How to Really Play Your Class Specialization
WoW does offer basic instructions for choosing a class specialization, but if you’re truly new to the game, you’re going to be thrown into the world drastically uninformed about how specs actually work.
While some class specializations (such as Mages) really aren’t that complicated in terms of how they differ from one another, other classes (such Druids or Shamans) offer completely different play styles based on your chosen specialization. Because of that, Exile’s Reach doesn’t really offer an equal learning experience for all classes, despite its efforts to change the quests slightly based on your class selection.
Players shouldn’t be told everything about specializations at Exile’s Reach, but even giving players a little area designed to teach the basics of each spec would be a drastic improvement.
Banks are a cornerstone of the WoW experience, but they’re not referenced at all in the Exile’s Reach portion of the game.
Banks are admittedly pretty simple (you just use them to store your excess items), but considering that Exile’s Reach is designed to teach you concepts as simple as accepting a quest, it would have been nice if the universal starting area referenced them in some way.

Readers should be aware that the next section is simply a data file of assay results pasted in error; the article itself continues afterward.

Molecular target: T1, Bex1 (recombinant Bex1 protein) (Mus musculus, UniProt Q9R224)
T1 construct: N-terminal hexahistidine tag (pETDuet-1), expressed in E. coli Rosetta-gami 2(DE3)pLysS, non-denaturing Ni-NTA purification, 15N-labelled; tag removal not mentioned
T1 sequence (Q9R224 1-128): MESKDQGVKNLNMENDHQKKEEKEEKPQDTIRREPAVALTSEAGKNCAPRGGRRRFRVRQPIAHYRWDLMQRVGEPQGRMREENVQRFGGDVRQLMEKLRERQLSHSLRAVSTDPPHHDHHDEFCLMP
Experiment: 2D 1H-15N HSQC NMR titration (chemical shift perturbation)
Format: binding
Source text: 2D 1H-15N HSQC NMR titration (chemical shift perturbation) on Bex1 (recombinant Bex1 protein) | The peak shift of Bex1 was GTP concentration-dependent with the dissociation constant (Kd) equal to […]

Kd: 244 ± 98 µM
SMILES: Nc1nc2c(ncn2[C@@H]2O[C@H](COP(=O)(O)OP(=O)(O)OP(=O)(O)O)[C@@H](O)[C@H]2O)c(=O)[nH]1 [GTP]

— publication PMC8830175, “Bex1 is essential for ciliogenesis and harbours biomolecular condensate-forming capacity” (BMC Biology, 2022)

Long story short, don’t start deleting or selling all of your items just to make room in your bags and learn to love hoarding things in banks if you suspect they may be useful to you down the line.
The Auction House
While you probably won’t (or maybe even shouldn’t) be using auction houses until later in your WoW adventure, it would have been nice if Exile’s Reach offered a simplified version of the auction house concept to at least teach you about the things they can do for you.
Because Exile’s Reach doesn’t cover this topic, it’s a good idea to head straight to the auction house in a major city and at least explore what current market prices look like. I don’t generally recommend buying gear off the auction house until later in the game, but gaining a better understanding of what the real value of an item on the open market is versus what you can get for selling it to a vendor will help you better manage your inventory and funds.